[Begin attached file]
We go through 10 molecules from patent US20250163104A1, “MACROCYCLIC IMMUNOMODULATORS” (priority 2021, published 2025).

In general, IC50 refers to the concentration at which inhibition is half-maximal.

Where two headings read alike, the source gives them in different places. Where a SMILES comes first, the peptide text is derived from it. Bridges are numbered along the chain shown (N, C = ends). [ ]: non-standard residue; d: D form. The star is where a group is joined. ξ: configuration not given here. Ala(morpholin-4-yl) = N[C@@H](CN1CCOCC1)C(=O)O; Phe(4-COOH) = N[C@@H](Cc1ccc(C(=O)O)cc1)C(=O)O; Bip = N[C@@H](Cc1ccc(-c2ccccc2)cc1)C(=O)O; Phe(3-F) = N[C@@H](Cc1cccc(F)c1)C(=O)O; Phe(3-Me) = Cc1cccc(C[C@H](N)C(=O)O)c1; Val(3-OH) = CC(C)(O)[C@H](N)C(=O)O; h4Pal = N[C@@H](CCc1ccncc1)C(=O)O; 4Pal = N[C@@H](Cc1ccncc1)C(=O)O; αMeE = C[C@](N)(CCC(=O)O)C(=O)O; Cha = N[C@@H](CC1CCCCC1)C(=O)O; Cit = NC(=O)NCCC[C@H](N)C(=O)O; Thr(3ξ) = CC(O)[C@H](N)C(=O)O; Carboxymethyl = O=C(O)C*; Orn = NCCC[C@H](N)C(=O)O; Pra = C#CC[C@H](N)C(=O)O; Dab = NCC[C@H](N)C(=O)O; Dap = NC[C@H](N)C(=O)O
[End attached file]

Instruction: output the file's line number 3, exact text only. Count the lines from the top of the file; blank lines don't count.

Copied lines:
Where two headings read alike, the source gives them in different places. Where a SMILES comes first, the peptide text is derived from it. Bridges are numbered along the chain shown (N, C = ends). [ ]: non-standard residue; d: D form. The star is where a group is joined. ξ: configuration not given here. Ala(morpholin-4-yl) = N[C@@H](CN1CCOCC1)C(=O)O; Phe(4-COOH) = N[C@@H](Cc1ccc(C(=O)O)cc1)C(=O)O; Bip = N[C@@H](Cc1ccc(-c2ccccc2)cc1)C(=O)O; Phe(3-F) = N[C@@H](Cc1cccc(F)c1)C(=O)O; Phe(3-Me) = Cc1cccc(C[C@H](N)C(=O)O)c1; Val(3-OH) = CC(C)(O)[C@H](N)C(=O)O; h4Pal = N[C@@H](CCc1ccncc1)C(=O)O; 4Pal = N[C@@H](Cc1ccncc1)C(=O)O; αMeE = C[C@](N)(CCC(=O)O)C(=O)O; Cha = N[C@@H](CC1CCCCC1)C(=O)O; Cit = NC(=O)NCCC[C@H](N)C(=O)O; Thr(3ξ) = CC(O)[C@H](N)C(=O)O; Carboxymethyl = O=C(O)C*; Orn = NCCC[C@H](N)C(=O)O; Pra = C#CC[C@H](N)C(=O)O; Dab = NCC[C@H](N)C(=O)O; Dap = NC[C@H](N)C(=O)O